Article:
The District’s mayor and police chief on Tuesday urged tighter scrutiny of the legal processes that return repeat gun offenders to city streets — and to repeated rounds of violence — as the leaders confronted yet another raft of shootings over the holiday weekend that resulted in the death of one man and the wounding of seven others.
The call for heightened attention to how police, courts, prosecutors and probation agents handle gun offenders with previous convictions or run-ins with the law is the latest focus for city officials trying to explain the alarming rise in homicides this year.
Mayor Muriel E. Bowser (D) highlighted a case in which a man wanted in a shooting on a Metrobus last month had spent four months behind bars after admitting that he shot two youths in the legs in February.
Police Chief Cathy L. Lanier said more than half of the suspects arrested in this year’s homicides had prior gun arrests in the District, up from 27 percent last year. She also said that 21 homicide suspects and 26 homicide victims were under court supervision, such as probation, at the time of the killings, and that six homicide victims and 10 homicide suspects had faced prior charges in killings.
Noting that 14 of 24 people arrested in 34 gun seizures last week had prior weapons-related arrests, Lanier said, “To take guns off the same person over and over and over again is just unacceptable.”
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Police said they have seized more than 1,100 guns this year, including 83 between Aug. 28 and Tuesday.
The Labor Day shootings began shortly before 10 p.m. Monday, police said, when gunmen opened fire in the 2900 block of Martin Luther King Jr. Avenue SE, a commercial strip near the new headquarters for the U.S. Coast Guard and the city’s new homeland security headquarters.
More than a dozen shots were fired, according to police, who listed victims suffering from gunshot wounds to the legs, buttocks, back and hip. All the victims were men, and the injuries were described as minor to serious.
About a half-hour later and two miles away, police said, two men were shot inside a home on Forrester Street SW, just off South Capitol Street, in the Bellevue neighborhood near Blue Plains. Police said one man was critically injured and a second victim was pronounced dead at the scene. The man killed was identified as Jarrell Hall, 28, of Southwest. Authorities did not release any other details about the incident.
Hall was the District’s 109th homicide victim of 2015, compared with 74 at this time last year, a 47 percent increase. There were 105 homicides in all of 2014.
Another man later was shot and wounded about 4:20 a.m. Tuesday in the 5200 block of Nannie Helen Burroughs Avenue NE.
The last time the District exceeded 109 killings was 2010, when 132 were recorded.
Bowser and Lanier spoke Tuesday at police headquarters, flanked by two tables lined with dozens of recently seized guns — from a pink .22-caliber revolver to what resembled an assault weapon. They spoke before attending the monthly meeting of GunStat, a law enforcement group that tracks gun offenders to develop crime-fighting strategies and identify likely future offenders to closely monitor. The District’s acting U.S. attorney Vincent H. Cohen Jr. also attended the GunStat session.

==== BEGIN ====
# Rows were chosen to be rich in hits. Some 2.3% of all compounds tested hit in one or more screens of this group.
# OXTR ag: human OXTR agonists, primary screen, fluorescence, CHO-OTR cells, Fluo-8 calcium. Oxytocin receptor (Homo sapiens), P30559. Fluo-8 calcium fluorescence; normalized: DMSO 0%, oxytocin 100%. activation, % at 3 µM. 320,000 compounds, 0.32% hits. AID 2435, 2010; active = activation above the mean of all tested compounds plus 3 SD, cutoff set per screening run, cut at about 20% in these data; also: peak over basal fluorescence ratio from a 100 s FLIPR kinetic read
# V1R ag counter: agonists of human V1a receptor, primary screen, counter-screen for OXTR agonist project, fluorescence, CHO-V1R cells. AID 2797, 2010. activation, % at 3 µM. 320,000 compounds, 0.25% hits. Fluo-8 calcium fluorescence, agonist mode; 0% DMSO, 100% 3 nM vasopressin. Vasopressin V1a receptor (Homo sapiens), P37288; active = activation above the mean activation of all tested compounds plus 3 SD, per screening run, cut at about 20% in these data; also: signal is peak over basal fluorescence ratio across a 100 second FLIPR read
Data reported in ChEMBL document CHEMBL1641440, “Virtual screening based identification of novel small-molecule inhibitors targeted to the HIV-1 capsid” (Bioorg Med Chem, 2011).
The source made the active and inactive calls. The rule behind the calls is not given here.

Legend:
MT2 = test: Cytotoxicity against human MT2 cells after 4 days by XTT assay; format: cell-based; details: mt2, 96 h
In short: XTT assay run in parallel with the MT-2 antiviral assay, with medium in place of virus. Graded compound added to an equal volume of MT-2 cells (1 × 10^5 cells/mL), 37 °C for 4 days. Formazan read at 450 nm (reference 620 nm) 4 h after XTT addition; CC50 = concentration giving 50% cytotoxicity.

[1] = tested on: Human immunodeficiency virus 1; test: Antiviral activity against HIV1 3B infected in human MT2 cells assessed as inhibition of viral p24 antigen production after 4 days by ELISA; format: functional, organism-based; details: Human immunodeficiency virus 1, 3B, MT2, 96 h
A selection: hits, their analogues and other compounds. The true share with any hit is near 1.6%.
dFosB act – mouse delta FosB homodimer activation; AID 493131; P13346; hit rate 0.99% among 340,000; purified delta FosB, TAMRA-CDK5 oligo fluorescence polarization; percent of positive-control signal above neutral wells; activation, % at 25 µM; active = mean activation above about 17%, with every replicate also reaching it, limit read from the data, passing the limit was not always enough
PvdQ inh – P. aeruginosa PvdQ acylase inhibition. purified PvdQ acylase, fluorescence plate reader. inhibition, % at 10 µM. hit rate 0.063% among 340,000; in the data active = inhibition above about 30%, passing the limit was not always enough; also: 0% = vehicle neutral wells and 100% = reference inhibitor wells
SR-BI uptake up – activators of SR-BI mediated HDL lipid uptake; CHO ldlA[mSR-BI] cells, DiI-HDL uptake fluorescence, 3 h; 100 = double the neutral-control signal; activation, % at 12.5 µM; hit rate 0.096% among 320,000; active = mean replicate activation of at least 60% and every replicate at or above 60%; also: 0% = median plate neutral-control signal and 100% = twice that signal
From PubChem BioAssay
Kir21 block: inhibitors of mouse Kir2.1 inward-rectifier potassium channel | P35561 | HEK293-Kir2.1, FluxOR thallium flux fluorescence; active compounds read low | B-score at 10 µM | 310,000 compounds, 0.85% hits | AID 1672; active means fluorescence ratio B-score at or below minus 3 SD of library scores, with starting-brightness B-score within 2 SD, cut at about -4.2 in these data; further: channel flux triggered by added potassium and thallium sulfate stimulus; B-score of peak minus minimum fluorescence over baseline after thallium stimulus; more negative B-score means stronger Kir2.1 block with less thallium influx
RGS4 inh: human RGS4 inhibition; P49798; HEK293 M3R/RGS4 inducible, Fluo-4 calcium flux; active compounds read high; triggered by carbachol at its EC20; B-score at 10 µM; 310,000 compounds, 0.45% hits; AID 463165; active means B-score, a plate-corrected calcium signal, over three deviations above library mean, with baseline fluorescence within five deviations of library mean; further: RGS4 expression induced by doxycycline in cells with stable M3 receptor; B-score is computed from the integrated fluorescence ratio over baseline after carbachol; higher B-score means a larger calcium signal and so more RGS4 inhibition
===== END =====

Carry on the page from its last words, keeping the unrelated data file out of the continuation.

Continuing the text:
Bowser called attention to Bijon Lamont Brown, 20, who is being sought by Metro Transit Police in the Aug. 21 shooting on a Metrobus in the 2400 block of Elvans Road SE. A passenger, described by police as a bystander, was wounded. Brown is charged in a warrant with unlawful possession of a firearm.
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Brown had been charged in March with assault with a dangerous weapon in the shooting of two youths in their legs on a basketball court in Southeast. He accepted a deal, according to court records, and pleaded guilty to attempted assault with a dangerous weapon. He was sentenced to six months in prison, a term that was suspended in July after he had served four months. He was then put on one-year probation.
A D.C. police arrest affidavit says Brown said that he shot at the two youths but that he didn’t mean to hit them. His attorney did not return calls seeking comment.
Bowser said of Brown, “We want to especially follow what his experience has been in the criminal justice system.”
Lanier and Bowser said they do not intend to criticize other agencies but want to identify whether problems fall with police, lawmakers, prosecutors or probation officers.
“Instead of seeing where else there’s blame, we’re looking to see where there are gaps in the system,” Lanier said.
But a statement from prosecutors highlights the complexities in many of these cases.
Bill Miller, a spokesman for the U.S. attorney’s office, said Brown’s case underwent a “comprehensive review,” but moving forward “presented significant legal challenges, including police investigative work, that made this plea the best possible outcome.” He also said that Brown had no prior convictions and had accepted responsibility and that the victims did not cooperate.